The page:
Further details of the insert 35 and of its accommodation in the internal space 34 may be ascertained from FIG. 4 of the drawing. It may be seen therein that the receiving recess 36 and the insert 35 have substantially U-shaped compatible or complimentary cross-sectional configurations, so that the insert 35 is received in the receiving recess 36 with hardly any leeway. It is also evident from FIG. 4 that the apertures 39 and 40 are located centrally of the insert 34 and thus indeed in axial alignment with the lowermost portion of the interior of the pump housing 6, and that the cross section of the passage 37 has a substantially U-shaped semicircular configuration which gradually changes from a relatively larger diameter which corresponds to that of the interior of the inlet nipple 9 at an upstream end thereof to a relatively smaller diameter at the downstream end thereof which communicates with the inlet 14 bounded by the inlet portion 30 of the impeller 13.
While I have described above the principles of my invention in connection with specific apparatus, it is to be clearly understood that this description is made only by way of example and not as a limitation to the scope of my invention as set forth in the objects thereof and in the accompanying claims.
|Cited Patent||Filing date||Publication date||Applicant||Title|
|US2734460 *||Nov 1, 1951||Feb 14, 1956||Primer for centrifugal pump|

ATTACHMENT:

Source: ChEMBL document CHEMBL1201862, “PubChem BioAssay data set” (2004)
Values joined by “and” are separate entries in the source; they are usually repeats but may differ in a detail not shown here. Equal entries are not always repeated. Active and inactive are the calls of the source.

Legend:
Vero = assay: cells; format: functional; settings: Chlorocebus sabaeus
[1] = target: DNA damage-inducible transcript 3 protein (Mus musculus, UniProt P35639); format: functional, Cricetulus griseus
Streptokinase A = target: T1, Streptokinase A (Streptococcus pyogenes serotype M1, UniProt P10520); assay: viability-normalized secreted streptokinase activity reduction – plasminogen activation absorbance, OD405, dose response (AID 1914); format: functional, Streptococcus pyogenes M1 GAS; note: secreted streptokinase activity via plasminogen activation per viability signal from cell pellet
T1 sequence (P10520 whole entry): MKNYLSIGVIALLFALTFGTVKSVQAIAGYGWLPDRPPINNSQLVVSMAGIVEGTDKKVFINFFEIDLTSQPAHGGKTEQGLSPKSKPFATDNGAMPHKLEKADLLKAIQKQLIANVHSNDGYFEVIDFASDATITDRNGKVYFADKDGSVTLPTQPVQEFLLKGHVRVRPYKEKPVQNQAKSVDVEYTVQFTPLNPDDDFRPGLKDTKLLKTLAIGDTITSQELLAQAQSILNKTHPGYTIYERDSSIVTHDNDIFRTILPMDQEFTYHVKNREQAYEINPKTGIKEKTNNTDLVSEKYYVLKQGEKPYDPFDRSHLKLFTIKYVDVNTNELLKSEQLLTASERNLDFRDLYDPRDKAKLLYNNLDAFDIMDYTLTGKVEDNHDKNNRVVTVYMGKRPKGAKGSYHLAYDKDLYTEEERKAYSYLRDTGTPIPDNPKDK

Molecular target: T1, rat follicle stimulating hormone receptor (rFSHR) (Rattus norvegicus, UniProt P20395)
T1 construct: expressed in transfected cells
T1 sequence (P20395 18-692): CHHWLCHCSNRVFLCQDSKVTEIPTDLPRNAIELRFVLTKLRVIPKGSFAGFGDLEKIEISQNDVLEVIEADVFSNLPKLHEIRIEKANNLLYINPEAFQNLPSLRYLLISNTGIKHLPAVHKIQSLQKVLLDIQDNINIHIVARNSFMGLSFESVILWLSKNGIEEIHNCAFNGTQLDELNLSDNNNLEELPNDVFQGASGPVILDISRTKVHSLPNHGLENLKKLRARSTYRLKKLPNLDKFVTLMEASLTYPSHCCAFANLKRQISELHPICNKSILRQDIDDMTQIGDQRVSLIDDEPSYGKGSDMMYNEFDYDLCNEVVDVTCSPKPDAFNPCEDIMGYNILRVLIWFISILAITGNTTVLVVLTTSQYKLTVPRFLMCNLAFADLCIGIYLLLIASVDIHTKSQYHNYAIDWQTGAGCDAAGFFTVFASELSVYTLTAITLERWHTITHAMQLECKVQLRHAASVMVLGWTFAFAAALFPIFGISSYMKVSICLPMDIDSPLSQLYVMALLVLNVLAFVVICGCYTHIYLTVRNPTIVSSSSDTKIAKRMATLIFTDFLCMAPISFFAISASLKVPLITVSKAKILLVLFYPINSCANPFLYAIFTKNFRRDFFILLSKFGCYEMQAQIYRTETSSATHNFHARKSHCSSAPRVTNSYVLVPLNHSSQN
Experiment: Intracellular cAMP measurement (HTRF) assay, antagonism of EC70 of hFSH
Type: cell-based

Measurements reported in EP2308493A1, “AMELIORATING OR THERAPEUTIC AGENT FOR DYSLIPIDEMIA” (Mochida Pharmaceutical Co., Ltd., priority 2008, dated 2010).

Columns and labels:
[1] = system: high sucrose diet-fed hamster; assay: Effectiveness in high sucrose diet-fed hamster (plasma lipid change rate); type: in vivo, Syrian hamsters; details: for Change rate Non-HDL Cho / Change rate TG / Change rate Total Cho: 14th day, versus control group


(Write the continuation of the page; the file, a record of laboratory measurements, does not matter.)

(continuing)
|US3070025 *||Mar 3, 1958||Dec 25, 1962||Thompson Ramo Wooldridge Inc||Injector discharge pressure regulator for pumps|
|US3279386 *||Jan 21, 1965||Oct 18, 1966||Gorman Rupp Co||Centrifugal pump|
|US3322071 *||Jun 10, 1965||May 30, 1967||Textron Inc||Pump|
|US3348514 *||Feb 9, 1966||Oct 24, 1967||Worthington Corp||Centrifugal pump to provide jet propulsion|
|US3898014 *||Oct 31, 1973||Aug 5, 1975||Gorman Rupp Co||Self-priming centrifugal pump|
|US4492516 *||Sep 30, 1982||Jan 8, 1985||Tenneco, Inc.||Method and apparatus for controlling recirculation in a centrifugal pump|
|Citing Patent||Filing date||Publication date||Applicant||Title|
|US5701388 *||Dec 22, 1994||Dec 23, 1997||Kohler Co.||Combined heater and pump|
|US5848878 *||Jun 21, 1996||Dec 15, 1998||Ingersoll-Rand Company||Pump with improved manifold|
|US7146659||Aug 18, 2005||Dec 12, 2006||Mattson Jr Roy W||Hydromassage antimicrobial whirlpool bathtub|
|US7544041||May 20, 2005||Jun 9, 2009||Wayne/Scott Fetzer Company||Pump with combined floating wear ring and liquid director|
|US8613605 *||Apr 22, 2010||Dec 24, 2013||Johnson Electric S.A.||Centrifugal pump|
|US20060275162 *||May 20, 2005||Dec 7, 2006||Mayleben Philip A||Pump with combined floating wear ring and liquid director|
|US20100272562 *||Apr 22, 2010||Oct 28, 2010||John Hammar||Centrifugal pump|
|CN100476282C||Apr 8, 2004||Apr 8, 2009||科勒公司||Non-damming coupler|
|EP1613886A2 *||Apr 8, 2004||Jan 11, 2006||Kohler Co.||Non-damming coupler|
|Nov 5, 1985||AS||Assignment|
Owner name: ITT CORPORATION, 320 PARK AVENUE, NEW YORK, NEW YO
Free format text: ASSIGNMENT OF ASSIGNORS INTEREST.;ASSIGNOR:HESSLER, WILLIAM DE WITT;REEL/FRAME:004480/0981
Effective date: 19851028
|Jun 14, 1988||DD||Disclaimer and dedication filed|
Free format text: 880331
|Nov 27, 1990||REMI||Maintenance fee reminder mailed|
|Apr 28, 1991||LAPS||Lapse for failure to pay maintenance fees|
|Jul 9, 1991||FP||Expired due to failure to pay maintenance fee|
Effective date: 19910428